• Antibiotic use
  • Water pollution (nitrates)
  • Air pollution
  • Soil erosion
  • Unsustainable H2O consumption
  • Pesticide Use
  • Reductions
  • Ischemic heart disease
  • Obesity
  • Colorectal cancer
  • Breast prostate cancers
  • Type II Diabetes
  • Antibiotic resistance
  • Respiratory disease
  • Pesticide health effects
  • Increases
  • Biodiversity
  • Global food security
  • Protein intake equity
  • Rural community strength

Borrowed from L. Rudolph
Mitigation What Can We Do In Our Homes
Workplaces to Combat Global Warming?
  • Establish recycling programs in the workplace and
  • Recycling half of your household waste hundreds
    of lbs. of CO2 saved per year
  • Promote energy efficiency in the home and
  • Changing regular light bulbs to compact
    fluorescent bulb throughout your house hundreds
    of lbs of CO2/yr
  • Make small energy use changes on a broad scale
  • E.g. replacing all light bulbs with energy
    efficient light bulbs in all County buildings
  • Encourage renewable energy power sources (solar
    energy and wind energy) and responsible use of
  • Turning off your TV, computer, and other
    electronics thousands of lbs. of CO2 saved per

Mitigation What Can We Do In Our Homes
Workplaces to Combat Global Warming?
  • Try to drive less and walk more!
  • You save gas money and keep our air cleaner for
    every mile you dont drive
  • Most car trips taken in your neighborhood are
    short enough to walk or bike
  • Encourage carpooling to work/school
  • Encourage public transportation use
  • Provide incentives for employees to purchase
    fuel-efficient vehicles (e.g. electric, hybrid,
    CNG vehicles)
  • Every gallon of gas saved tens of lbs. of CO2
  • If you do take a car, maintain it
  • Properly inflated tires can improve gas mileage
    by 3

Adaptation Emergency Preparedness
  • We need to prepare now for the inevitable effects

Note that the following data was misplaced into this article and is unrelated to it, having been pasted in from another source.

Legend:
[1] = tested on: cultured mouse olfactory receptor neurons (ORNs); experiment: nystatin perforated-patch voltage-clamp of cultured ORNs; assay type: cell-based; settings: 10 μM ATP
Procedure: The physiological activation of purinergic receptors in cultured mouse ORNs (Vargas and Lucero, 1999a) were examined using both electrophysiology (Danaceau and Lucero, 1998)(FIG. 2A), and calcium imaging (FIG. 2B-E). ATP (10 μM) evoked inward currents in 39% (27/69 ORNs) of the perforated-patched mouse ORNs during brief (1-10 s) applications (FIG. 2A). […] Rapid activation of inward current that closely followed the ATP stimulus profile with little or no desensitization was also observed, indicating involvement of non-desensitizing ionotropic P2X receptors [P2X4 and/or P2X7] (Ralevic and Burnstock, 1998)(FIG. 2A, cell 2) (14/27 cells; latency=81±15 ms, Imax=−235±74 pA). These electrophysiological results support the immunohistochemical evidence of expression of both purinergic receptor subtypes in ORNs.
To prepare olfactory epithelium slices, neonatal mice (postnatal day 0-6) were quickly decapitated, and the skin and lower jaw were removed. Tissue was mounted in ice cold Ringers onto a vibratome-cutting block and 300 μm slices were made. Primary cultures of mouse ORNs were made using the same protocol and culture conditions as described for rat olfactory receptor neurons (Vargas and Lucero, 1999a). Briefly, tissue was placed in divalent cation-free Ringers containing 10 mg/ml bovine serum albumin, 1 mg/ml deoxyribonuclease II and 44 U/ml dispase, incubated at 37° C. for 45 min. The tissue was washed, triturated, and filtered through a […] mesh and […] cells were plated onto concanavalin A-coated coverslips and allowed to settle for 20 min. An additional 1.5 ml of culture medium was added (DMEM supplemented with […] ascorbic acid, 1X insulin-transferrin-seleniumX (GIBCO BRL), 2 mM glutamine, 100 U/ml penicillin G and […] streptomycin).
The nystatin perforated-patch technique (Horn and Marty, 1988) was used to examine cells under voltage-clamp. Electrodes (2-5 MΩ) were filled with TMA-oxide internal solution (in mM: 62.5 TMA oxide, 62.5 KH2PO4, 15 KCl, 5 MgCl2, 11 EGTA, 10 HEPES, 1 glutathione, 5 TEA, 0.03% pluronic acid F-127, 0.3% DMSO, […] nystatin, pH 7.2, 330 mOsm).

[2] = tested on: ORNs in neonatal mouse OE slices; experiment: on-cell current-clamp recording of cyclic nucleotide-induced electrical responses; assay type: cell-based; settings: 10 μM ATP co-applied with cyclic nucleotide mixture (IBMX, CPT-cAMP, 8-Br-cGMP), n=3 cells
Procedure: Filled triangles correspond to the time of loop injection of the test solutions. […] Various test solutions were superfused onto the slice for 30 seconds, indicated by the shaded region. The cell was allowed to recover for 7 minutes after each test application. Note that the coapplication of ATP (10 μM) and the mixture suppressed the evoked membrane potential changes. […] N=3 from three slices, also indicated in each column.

of climate change, such as heat waves and
  • Good news preparing for one type of emergency
    prepares us for all types of emergencies
  • Preparation minimizes impact of disasters and
  • We need to prepare ourselves as individuals and
    as health agencies

Promote Healthy Policies
  • Support policies related to sustainable
  • Mixed use development, jobs near housing,
    transit-oriented design, bike lanes and
    sidewalks, parks and green
  • Development and utilization of useful public
  • Energy efficient "green" buildings and LEED
  • Buildings consume 72 of the nations electricity
    and more GHG than transportation or industry
  • Recycling, waste management and pollution control
  • Securing safe water supplies
  • These policy decisions occur at all levels of
    government, so many opportunities for Public
    Health to give input
  • Health Impact Assessments
  • Surveillance data tracking spread of vectors and

Source US Dept of Energy, 2007
What Should We Do?
  • Educate ourselves, public, and policy makers
  • Partnerships and collaboration
  • Lend PH credibility and experience in driving
    policy behavior change
  • Advocate for aggressive government and business
    mitigation policies strategies that also
    promote health
  • PH leadership in advocating for personal,
    organizational, local government carbon footprint
  • Increase understanding and research re health
  • Ensure health co-benefits included in policy and
    cost assessments (e.g. HIAs)
  • Protect vulnerable populations
  • Advocate for equity in mitigation
  • Monitor health impacts of climate change
  • Preparedness and adaptation

Borrowed from L. Rudolph
We Cant Do It Alone
  • So why should we bother?
  • Efforts will yield long-term savings
  • Will make our economy more competitive
  • The co-benefits are great
  • Will improve the sustainability of our
  • Moral obligation if we care about the health of
    our communities, then we need to do our part

Jonathan E. Fielding, MD, MPH Public Health
Director and Health OfficerLos Angeles County
Department of Public Health
  • Special thanks to Linda Rudolph for use of some
    of her slides